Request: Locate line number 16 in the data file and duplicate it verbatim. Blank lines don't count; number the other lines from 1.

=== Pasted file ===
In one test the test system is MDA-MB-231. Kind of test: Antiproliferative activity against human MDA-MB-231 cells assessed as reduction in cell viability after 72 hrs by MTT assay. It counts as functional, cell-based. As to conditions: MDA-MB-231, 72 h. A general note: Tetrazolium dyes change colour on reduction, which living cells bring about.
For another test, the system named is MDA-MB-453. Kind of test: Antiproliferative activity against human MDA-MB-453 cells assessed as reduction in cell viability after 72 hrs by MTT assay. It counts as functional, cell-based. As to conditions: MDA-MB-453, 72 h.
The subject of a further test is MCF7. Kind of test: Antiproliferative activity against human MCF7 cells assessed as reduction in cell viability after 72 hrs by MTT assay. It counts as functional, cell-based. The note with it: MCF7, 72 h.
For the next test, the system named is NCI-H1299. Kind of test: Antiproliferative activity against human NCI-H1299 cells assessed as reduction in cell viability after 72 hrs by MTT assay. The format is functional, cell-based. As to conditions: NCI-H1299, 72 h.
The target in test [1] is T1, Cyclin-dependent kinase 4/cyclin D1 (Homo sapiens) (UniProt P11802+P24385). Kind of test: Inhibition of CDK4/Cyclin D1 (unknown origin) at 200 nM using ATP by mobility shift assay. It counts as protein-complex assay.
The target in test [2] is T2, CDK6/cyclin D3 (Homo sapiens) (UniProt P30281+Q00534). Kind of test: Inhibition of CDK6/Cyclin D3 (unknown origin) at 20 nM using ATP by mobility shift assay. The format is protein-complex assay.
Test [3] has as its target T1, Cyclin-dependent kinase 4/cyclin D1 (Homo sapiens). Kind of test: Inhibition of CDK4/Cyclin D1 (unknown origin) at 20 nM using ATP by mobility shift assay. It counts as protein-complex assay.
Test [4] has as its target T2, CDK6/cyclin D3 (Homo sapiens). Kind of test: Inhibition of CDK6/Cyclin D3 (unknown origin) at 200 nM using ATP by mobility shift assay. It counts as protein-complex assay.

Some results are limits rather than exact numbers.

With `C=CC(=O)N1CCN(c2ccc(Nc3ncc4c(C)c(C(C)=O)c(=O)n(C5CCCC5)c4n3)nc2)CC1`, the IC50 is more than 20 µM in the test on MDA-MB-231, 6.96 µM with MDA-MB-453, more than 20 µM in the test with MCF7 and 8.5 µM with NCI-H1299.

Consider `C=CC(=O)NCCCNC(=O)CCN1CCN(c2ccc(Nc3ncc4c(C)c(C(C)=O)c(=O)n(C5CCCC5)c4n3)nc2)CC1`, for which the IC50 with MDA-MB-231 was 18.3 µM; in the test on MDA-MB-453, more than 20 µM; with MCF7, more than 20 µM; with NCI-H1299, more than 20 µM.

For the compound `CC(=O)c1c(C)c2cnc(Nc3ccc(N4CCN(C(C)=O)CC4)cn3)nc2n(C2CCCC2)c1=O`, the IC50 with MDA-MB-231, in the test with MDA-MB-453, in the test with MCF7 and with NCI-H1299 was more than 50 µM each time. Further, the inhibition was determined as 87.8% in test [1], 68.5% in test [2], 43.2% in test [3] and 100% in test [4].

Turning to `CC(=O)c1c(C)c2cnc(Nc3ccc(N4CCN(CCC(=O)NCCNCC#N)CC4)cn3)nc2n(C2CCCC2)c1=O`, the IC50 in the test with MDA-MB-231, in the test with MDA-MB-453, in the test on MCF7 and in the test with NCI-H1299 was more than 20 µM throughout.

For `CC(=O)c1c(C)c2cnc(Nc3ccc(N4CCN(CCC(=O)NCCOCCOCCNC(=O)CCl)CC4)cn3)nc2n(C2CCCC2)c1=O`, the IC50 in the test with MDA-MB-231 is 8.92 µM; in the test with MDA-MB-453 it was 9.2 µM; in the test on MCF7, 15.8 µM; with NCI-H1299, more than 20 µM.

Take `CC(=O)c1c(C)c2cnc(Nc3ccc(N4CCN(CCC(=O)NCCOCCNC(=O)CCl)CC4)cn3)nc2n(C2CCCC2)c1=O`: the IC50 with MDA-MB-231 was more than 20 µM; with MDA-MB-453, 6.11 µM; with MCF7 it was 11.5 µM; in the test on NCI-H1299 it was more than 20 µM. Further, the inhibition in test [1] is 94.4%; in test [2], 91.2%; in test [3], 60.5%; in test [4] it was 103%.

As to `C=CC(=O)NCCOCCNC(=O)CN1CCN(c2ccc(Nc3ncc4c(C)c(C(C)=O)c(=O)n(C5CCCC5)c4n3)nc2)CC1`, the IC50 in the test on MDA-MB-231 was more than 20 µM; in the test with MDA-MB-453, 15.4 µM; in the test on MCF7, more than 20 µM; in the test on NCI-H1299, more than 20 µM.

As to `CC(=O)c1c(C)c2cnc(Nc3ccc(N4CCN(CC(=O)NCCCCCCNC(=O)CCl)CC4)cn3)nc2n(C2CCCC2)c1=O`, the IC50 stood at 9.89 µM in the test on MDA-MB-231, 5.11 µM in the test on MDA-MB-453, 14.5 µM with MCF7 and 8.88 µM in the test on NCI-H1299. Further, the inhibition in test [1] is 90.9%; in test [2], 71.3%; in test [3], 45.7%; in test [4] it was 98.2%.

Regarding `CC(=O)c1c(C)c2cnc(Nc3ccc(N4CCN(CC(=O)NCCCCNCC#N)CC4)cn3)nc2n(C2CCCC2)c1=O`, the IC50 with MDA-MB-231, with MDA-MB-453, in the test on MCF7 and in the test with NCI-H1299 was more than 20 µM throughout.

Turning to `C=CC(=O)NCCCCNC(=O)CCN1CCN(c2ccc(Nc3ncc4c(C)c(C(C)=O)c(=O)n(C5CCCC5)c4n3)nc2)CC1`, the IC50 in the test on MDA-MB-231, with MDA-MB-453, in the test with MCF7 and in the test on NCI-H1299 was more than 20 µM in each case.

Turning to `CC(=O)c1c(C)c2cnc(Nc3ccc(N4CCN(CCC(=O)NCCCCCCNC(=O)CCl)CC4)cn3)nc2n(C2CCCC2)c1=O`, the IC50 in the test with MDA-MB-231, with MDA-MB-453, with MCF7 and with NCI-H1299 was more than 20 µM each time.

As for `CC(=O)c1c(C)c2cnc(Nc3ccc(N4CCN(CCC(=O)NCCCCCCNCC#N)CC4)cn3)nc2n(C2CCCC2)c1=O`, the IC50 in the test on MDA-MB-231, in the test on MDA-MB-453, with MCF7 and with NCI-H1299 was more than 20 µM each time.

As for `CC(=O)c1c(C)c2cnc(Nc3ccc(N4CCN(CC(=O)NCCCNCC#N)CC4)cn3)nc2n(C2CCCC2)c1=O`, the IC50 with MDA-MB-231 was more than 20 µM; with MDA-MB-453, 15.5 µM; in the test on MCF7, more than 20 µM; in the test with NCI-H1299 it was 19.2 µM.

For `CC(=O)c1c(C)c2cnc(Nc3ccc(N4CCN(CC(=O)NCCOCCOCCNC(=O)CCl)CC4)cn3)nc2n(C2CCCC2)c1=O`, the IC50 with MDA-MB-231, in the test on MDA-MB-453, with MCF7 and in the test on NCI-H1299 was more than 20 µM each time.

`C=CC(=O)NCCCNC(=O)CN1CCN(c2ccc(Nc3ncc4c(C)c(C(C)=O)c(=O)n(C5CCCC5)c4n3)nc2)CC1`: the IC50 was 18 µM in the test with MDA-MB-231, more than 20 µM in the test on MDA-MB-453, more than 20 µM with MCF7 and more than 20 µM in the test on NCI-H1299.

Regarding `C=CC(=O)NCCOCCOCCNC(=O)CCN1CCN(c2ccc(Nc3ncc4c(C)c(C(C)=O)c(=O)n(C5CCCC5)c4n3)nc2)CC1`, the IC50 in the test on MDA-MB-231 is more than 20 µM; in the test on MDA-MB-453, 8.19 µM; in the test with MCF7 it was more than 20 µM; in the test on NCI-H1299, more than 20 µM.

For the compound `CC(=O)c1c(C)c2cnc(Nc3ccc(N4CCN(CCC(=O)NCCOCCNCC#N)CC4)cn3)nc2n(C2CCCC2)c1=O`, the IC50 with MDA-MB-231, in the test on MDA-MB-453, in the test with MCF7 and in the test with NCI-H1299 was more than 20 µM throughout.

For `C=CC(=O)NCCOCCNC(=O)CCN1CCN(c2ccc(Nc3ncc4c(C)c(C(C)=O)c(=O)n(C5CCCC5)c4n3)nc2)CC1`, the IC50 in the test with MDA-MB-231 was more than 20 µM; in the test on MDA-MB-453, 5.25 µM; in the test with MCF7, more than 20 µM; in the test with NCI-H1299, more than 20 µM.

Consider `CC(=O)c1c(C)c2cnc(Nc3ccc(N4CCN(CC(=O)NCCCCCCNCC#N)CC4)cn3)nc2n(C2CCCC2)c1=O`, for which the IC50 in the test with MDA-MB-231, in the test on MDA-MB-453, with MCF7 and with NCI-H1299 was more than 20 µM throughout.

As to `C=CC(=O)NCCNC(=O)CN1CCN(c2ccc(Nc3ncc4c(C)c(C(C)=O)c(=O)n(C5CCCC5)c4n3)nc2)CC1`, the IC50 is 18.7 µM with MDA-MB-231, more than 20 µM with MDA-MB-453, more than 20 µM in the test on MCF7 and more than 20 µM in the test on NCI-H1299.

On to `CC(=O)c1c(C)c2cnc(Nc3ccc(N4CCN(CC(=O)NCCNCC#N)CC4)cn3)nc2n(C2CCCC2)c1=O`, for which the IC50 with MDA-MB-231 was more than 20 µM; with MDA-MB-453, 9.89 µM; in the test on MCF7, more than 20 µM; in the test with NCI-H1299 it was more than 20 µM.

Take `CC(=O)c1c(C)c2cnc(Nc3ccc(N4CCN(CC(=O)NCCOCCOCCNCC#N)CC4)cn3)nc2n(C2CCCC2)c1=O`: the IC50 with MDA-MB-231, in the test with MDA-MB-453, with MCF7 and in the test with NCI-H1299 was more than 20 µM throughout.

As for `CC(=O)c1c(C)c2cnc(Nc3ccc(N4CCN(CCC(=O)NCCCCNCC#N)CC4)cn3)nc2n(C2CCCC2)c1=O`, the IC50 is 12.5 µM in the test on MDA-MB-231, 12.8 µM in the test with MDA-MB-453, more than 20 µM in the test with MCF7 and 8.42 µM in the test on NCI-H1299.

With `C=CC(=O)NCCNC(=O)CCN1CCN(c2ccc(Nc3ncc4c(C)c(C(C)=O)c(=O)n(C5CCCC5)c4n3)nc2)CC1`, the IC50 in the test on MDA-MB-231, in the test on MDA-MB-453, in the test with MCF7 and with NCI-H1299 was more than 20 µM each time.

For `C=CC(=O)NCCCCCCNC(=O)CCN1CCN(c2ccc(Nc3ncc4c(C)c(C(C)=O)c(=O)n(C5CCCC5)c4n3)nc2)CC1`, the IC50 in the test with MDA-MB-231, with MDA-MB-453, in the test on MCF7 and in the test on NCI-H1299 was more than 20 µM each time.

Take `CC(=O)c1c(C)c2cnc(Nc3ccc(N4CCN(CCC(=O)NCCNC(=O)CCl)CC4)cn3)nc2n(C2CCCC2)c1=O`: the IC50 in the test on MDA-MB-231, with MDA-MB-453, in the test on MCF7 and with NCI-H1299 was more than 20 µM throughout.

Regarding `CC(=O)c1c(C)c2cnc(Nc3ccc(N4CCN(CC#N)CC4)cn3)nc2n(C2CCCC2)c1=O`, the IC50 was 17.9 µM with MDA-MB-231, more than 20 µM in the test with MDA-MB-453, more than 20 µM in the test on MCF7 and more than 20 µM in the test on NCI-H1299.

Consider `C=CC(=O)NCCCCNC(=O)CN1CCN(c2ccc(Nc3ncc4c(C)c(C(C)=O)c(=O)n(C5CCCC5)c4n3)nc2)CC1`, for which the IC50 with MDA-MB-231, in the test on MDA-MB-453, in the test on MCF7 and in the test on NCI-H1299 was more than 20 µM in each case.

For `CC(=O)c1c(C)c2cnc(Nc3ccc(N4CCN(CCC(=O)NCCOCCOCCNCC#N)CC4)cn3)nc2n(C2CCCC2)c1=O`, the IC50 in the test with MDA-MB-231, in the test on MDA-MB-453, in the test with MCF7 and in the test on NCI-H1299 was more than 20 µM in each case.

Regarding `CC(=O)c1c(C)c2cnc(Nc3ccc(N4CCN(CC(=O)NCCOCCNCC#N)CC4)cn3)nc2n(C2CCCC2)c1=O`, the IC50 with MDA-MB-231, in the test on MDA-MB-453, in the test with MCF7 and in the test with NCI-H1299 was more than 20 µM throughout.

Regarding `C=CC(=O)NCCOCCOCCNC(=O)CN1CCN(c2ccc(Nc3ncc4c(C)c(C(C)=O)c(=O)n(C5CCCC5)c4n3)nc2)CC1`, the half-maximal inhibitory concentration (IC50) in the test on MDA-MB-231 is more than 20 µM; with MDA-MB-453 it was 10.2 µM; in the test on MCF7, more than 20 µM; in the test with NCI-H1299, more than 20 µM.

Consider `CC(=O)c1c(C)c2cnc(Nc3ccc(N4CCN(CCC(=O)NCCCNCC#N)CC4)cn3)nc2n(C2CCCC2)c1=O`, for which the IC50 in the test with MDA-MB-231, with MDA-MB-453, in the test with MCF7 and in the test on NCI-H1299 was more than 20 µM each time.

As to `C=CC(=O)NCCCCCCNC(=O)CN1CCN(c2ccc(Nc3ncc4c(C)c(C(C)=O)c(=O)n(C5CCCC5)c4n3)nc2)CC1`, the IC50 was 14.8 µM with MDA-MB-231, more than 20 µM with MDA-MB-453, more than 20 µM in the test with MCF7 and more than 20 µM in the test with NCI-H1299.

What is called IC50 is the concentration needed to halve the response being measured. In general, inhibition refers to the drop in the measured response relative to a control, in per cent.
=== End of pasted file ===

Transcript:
As to `C=CC(=O)NCCOCCNC(=O)CN1CCN(c2ccc(Nc3ncc4c(C)c(C(C)=O)c(=O)n(C5CCCC5)c4n3)nc2)CC1`, the IC50 in the test on MDA-MB-231 was more than 20 µM; in the test with MDA-MB-453, 15.4 µM; in the test on MCF7, more than 20 µM; in the test on NCI-H1299, more than 20 µM.